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propounding the world as our aim or design is a great folly; for these are all lying delights and perishing vanities. Would you not esteem that man a very fool who should make a journey for a year, and provide victuals but for one day? Thus foolish is he who makes a journey for eternity with the things of mortality. All the things here below may be compared to the diurnal river (that I have read of) which runs in the day, but is dry in the night ; the reason they give of it is this, because it springs from the melting of snow, which lies on the top of the mountains. Now the beams of the sun dissolving that snow in the day, there is a current and stream, but the snow being congealed in the night, then is the channel dry. So it is with the world, all the things here below run in the day for the time (possibly) of life, or of prosperity ; but when the night of death comes, then those rivers are dry; and therefore certainly it cannot but be the greatest folly and madness for a person to make these things his end. It is a rule the heathen gives, it is a note of folly for a man to make an ill bargain; I know not what worse bargain can be made, than for a man to exchange his soul for the world, therefore he is the greatest fool that doth so. But on the other side, consider that God is an object that is able to bring both perfection and satisfaction to the soul; he is able to bring perfection, because in him there is a transcendency of all good; he is able to bring satisfaction, because once God being enjoyed there is no fear of the loss of him. He brings perfection to the soul in its chiefest faculties; to the understanding he brings in perfection as he is the first and the highest in generi veri, as he is the first truth; to the will he brings perfection, as he is the last and chiefest in genere boni, as he is the chiefest good. Thus the understanding is perfected in its knowledge, and the will is perfected in its love; therefore for the soul to make sure of him, (as it doth by the fear of God) to make God its friend, certainly it is the best wisdom. The sum is this, in God there is a fulness of perfection, and a perpetuity of fruition, and therefore the soul once attaining him is made really and perfectly happy; whereas all the things of the world fall short as to the conveyance of these two.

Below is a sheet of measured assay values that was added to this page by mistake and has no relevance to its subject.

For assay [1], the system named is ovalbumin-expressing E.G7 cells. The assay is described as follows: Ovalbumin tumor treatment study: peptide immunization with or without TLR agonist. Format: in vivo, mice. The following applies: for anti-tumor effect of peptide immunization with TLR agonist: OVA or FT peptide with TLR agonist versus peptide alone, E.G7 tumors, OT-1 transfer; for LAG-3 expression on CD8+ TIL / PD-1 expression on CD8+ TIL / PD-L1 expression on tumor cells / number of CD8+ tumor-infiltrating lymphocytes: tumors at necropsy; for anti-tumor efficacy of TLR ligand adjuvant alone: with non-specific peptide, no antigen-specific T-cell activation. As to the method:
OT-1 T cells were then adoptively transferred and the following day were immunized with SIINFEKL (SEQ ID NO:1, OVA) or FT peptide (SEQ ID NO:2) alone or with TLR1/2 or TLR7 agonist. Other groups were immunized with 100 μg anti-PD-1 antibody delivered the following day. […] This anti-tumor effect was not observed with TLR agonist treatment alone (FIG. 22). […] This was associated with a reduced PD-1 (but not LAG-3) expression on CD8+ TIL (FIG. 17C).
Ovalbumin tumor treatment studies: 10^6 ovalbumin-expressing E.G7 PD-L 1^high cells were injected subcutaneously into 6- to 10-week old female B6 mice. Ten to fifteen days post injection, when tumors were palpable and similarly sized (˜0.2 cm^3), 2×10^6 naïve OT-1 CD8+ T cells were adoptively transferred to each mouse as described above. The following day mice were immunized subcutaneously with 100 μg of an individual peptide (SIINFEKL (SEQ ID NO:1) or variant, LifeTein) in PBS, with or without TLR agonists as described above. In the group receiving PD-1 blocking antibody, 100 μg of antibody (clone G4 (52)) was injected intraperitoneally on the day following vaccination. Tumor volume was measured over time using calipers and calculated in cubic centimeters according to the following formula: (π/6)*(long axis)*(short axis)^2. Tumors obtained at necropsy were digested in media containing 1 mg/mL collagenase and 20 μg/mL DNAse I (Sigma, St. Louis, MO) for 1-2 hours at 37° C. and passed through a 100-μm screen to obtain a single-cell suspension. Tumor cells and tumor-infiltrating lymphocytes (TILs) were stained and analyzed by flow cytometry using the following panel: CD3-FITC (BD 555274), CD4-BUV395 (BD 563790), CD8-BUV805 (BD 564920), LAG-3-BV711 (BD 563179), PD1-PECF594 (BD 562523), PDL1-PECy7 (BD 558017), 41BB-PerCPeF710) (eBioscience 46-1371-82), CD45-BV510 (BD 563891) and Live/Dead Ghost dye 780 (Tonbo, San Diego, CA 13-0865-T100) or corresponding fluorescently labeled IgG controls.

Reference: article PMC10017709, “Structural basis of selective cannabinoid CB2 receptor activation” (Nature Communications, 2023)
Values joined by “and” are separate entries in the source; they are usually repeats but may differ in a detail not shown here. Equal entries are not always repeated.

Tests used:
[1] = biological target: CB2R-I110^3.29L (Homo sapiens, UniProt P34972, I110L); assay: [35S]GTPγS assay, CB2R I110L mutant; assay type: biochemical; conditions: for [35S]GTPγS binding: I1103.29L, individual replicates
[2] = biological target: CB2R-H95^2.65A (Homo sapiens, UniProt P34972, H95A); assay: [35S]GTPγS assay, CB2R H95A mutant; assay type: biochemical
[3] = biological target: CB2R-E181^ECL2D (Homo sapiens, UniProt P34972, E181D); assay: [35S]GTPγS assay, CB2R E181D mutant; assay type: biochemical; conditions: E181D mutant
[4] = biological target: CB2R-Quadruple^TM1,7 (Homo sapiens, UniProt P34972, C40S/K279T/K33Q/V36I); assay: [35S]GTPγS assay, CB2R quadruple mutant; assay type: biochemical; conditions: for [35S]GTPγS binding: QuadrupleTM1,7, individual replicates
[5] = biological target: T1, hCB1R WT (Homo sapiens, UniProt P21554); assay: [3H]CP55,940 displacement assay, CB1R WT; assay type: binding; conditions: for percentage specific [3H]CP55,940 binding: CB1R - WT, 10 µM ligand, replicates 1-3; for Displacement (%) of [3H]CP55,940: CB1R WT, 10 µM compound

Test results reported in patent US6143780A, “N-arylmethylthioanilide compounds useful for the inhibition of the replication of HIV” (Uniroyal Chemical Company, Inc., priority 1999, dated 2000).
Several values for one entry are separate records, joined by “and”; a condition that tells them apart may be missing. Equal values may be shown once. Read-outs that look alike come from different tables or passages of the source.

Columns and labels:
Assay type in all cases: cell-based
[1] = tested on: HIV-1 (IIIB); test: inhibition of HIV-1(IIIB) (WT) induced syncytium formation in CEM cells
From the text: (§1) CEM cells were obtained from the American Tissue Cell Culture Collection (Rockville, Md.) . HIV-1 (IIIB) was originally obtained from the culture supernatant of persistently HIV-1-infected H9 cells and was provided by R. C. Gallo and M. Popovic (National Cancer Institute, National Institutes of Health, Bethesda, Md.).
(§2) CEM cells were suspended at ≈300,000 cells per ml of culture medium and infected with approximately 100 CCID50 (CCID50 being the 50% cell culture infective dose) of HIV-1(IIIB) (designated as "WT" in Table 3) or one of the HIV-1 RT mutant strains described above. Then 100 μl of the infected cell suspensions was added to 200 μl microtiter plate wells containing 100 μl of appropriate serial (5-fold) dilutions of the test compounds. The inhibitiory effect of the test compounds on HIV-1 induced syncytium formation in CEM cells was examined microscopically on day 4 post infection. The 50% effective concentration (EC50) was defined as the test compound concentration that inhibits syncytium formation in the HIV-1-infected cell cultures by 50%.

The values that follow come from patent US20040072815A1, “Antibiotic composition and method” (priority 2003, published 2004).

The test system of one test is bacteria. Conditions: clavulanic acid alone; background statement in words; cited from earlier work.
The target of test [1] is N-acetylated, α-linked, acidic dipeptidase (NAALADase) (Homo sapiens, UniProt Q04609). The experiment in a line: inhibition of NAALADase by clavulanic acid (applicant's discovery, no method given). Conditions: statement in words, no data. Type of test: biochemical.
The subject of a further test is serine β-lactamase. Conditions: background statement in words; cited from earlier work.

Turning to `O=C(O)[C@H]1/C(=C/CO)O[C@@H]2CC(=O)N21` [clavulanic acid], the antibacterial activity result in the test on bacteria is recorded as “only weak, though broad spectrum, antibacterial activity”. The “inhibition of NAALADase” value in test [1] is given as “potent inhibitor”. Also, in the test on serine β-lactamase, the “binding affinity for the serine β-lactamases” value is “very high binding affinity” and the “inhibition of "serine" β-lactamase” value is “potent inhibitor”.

CHAP. XI.